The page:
¡Ya viene el Cinco de Mayo, y no es posible celebrarlo sin tequila!
— a very wise anonymous source

We love tequila at Grand Cata. You can’t really get down on Cinco de Mayo without at least a little bit of it. So, for this installation of Understanding Cocktails, we're taking a deep dive into how to use it! If you want to learn a bit more about how tequila is made and how it relates to mezcal, check out this post we did a few months back.

One way to think about crafting cocktails is to imagine each cocktail as a band. In a band, regardless of the genre, you need at least someone to handle rhythm, someone to handle melody, and someone to handle some form of harmony. A rock band, for instance, in its barest form, can be a drummer, a bassist, and a guitar player, provided one of the members also sings. It could also, however, be much bigger, with more complex instruments and many layers. This doesn’t necessarily make the music better, but it does offer more opportunities for intriguing combinations.

Like a band, cocktails have parts that work together to create a singular experience, with some elements seeming more pronounced - like a lead singer - or more foundational - like a rhythm section. Also like a band, if an element of a cocktail doesn’t do its job well, the whole thing falls apart, like an out of tune guitar solo or a drummer that can’t hold the beat.

We’ve chosen this metaphor in a post about tequila because tequila best illustrates our point. Great bands not only work together well, they also have something special about them, be it attitude, or style, or musical genius. Tequila is a genius. It’s that kinda weird lead singer with crazy hair that puts on an incredible show. Or that super funky bassist that gets people grooving. But it also has a bit of an ego, and doesn’t work well with everyone, and can’t play every type of music flawlessly. Tequila has to make its music.

Essentially, this means that when constructed correctly, a tequila cocktail is undoubtedly a tequila cocktail, regardless of whether the flavors of the tequila take centerstage, or act as the rhythm section.


Why is this the case? Because any given tequila’s flavors are laced together with the distinct character that only agave, specifically Weber blue agave, provides. One way to think of this flavor is to imagine the note that makes nearly all tropical fruit taste “tropical.” While mango, guava, passionfruit and pineapple don’t share many flavors, they do share “something,” even if describing that “something” requires words we just don’t have. Agave also has this characteristic, and by extension, tequila has it in droves.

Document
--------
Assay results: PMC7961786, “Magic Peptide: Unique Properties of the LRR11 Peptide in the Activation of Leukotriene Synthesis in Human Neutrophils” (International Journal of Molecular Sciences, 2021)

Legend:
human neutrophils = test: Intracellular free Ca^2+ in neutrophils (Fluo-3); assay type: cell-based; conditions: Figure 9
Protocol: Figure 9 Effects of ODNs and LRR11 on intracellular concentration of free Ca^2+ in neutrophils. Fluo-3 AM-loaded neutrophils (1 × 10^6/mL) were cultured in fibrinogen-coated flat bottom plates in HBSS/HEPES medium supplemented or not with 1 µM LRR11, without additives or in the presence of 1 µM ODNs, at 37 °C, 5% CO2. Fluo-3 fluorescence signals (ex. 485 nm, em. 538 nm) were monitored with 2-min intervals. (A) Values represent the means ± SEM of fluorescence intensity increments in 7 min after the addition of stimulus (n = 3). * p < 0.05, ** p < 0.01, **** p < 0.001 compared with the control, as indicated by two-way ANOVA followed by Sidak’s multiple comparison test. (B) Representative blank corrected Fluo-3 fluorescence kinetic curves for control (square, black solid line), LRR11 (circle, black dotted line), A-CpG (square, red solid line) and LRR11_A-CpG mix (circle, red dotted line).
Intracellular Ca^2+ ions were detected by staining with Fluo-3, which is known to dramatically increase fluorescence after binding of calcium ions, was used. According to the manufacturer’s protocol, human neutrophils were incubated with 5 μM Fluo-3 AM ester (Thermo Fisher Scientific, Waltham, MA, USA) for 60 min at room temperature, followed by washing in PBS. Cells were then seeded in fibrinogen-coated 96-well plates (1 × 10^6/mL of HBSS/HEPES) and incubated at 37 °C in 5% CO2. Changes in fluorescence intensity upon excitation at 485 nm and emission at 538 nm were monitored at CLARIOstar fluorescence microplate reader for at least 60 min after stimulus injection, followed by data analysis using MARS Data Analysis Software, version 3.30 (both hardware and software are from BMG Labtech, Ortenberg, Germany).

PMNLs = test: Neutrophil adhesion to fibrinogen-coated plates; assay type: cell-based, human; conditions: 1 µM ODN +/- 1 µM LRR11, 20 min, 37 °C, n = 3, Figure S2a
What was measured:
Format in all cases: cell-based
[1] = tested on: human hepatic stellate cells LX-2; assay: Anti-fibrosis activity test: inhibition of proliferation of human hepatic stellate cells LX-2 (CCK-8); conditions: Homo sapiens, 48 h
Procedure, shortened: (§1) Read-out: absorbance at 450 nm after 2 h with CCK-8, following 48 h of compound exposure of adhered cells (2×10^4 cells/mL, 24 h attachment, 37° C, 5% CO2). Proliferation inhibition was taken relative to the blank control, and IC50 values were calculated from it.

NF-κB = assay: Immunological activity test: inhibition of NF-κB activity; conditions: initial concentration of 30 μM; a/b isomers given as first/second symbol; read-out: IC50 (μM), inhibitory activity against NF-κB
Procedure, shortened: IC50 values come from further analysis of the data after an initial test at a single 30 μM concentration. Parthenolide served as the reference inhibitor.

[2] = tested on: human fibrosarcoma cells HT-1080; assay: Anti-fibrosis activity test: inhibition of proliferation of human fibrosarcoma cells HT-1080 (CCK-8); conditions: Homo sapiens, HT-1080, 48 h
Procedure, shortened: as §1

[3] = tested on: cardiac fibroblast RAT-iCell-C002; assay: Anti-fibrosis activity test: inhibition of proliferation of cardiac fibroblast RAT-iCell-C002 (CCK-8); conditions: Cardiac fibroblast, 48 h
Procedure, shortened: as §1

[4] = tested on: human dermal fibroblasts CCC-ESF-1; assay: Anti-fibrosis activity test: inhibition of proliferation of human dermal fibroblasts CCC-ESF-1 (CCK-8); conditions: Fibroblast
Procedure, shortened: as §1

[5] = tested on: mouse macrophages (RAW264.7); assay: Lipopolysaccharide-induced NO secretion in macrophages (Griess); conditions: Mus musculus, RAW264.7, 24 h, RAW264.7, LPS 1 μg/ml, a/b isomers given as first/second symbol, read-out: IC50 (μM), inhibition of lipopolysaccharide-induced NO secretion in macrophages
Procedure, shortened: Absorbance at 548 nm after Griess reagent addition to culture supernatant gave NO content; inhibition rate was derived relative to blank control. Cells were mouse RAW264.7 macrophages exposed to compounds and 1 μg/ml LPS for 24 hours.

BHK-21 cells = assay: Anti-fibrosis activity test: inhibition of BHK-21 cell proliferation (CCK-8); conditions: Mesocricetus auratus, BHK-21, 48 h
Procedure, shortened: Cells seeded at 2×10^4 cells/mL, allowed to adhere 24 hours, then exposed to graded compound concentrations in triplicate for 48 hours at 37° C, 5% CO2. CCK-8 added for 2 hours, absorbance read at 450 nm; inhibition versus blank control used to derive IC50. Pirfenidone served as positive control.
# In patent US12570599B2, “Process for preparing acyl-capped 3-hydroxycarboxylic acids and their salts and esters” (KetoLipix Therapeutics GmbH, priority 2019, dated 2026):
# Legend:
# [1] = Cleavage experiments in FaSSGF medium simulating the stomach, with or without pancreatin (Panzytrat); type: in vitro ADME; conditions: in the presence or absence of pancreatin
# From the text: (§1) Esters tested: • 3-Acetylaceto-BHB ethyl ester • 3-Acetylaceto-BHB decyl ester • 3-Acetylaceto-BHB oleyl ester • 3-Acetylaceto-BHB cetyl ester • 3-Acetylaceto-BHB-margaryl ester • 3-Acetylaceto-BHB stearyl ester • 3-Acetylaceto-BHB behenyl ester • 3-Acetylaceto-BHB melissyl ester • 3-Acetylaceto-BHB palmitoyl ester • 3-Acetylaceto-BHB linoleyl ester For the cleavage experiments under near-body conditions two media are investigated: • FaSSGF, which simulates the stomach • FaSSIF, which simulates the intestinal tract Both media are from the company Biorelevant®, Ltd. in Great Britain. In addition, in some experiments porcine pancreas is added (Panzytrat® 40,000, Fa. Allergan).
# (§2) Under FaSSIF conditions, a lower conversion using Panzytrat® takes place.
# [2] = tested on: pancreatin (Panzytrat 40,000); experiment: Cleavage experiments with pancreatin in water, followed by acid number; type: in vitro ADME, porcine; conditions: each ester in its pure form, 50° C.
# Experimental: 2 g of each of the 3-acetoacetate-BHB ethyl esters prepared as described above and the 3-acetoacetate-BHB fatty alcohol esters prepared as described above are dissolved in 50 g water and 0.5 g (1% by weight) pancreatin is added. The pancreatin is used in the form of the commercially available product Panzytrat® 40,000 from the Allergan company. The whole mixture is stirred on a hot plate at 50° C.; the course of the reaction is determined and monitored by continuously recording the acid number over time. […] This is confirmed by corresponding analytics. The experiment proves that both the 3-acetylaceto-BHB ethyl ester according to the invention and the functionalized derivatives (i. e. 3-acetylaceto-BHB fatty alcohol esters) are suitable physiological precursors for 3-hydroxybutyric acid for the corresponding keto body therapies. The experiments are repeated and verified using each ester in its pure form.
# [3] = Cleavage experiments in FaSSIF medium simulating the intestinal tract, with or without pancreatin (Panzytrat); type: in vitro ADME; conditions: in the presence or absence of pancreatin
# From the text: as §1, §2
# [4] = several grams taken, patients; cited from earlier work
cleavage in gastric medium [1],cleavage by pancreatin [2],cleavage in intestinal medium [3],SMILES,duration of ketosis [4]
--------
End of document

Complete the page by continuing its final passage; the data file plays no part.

And like tropical fruits, you can’t have tequila in a drink and not notice it. You can’t add guava or coconut to orange juice and still call it simply orange juice. You could, on the other hand, add a pretty significant amount of lemon juice before you’d change the flavor enough to need to change the name.  

All this means that if you want the tequila to shine, stick to simple citrus flavors like lemon and lime. Orange works too, but in moderation. Complex components such as Vermouth or Amaro will usually clash with the flavors of tequila. Subtler ones, like Limoncello, orange liqueur, Triple Sec, or single note bitters, work in moderation. Lastly, a flavor that notches right in with tequila is honey. Something as simple as honey syrup, tequila, lavender bitters, and a dash of soda will make your tastebuds sing!

If, on the other hand, you want to make a cocktail where tequila takes on the rhythm while some other flavors take the lead - think funky bassist - choose tropical notes (feel free to use more complex bitters here as well). We’ve already mentioned mango, guava, passionfruit and pineapple. Some others that play well with tequila include dragon fruit, quince, coconut, kiwi, starfruit, and banana. Most grocery stores these days have a “tropical fruits” section. Grab a handful of fruits you’ve never heard of - and can’t pronounce - and start jamming!

Lemon & Honey Juan Collins


½ lemon, juiced

1 lemon wedge (garnish)

1.5 oz clover honey syrup

2 oz blanco tequila

Club Soda


Bar Shaker

Collins Glass

First, you’ll need to make clover honey syrup. You’ll want to make a fair amount, since it’s delicious in just about anything that needs some sweetness. Add ½ cup of honey, and a ½ cup water, to a sauce pan and heat until the honey has completely dissolved. Let cool.

Add everything except soda water to the shaker (if you want, you can add a very tiny amount of soda and it will help keep the shaker from getting stuck together as it cools). Save a few ice cubes for serving. Shake vigorously for 15-20 seconds. Strain into the collins glass. Add the remaining ice, then fill to the top with soda. Give it a light stir, then garnish with lemon wedge and serve.  

On Dragons’ Wings


2 oz Reposado tequila

1 oz Clover honey syrup (see above)

1 Lemon peel

1 large wedge of Pomelo (or orange)

⅓ of a dragon fruit

3 dashes of Angostura bitters

Lemon twist (garnish)



Bar shaker


Coupe glass

Add ice and a bit of water to coupe glass and let cool while you make the cocktail.

Muddle the lemon peel, pomelo wedge and dragon fruit in the shaker. Add Angostura bitters and tequila, along with ice, and shake for 20-30 seconds. Strain into coupe glass. Garnish with the lemon twist and serve.


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